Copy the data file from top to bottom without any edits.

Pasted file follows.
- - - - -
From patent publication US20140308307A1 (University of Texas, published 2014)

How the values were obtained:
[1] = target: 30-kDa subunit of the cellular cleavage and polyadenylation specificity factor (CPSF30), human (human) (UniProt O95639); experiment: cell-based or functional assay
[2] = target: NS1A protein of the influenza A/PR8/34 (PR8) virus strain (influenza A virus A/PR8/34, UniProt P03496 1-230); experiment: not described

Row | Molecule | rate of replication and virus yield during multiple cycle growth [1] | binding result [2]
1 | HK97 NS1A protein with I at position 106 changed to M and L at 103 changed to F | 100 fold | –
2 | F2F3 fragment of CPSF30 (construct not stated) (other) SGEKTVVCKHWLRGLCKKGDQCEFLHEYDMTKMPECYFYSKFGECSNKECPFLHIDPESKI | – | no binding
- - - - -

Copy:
From patent publication US20140308307A1 (University of Texas, published 2014)

How the values were obtained:
[1] = target: 30-kDa subunit of the cellular cleavage and polyadenylation specificity factor (CPSF30), human (human) (UniProt O95639); experiment: cell-based or functional assay
[2] = target: NS1A protein of the influenza A/PR8/34 (PR8) virus strain (influenza A virus A/PR8/34, UniProt P03496 1-230); experiment: not described

Row | Molecule | rate of replication and virus yield during multiple cycle growth [1] | binding result [2]
1 | HK97 NS1A protein with I at position 106 changed to M and L at 103 changed to F | 100 fold | –
2 | F2F3 fragment of CPSF30 (construct not stated) (other) SGEKTVVCKHWLRGLCKKGDQCEFLHEYDMTKMPECYFYSKFGECSNKECPFLHIDPESKI | – | no binding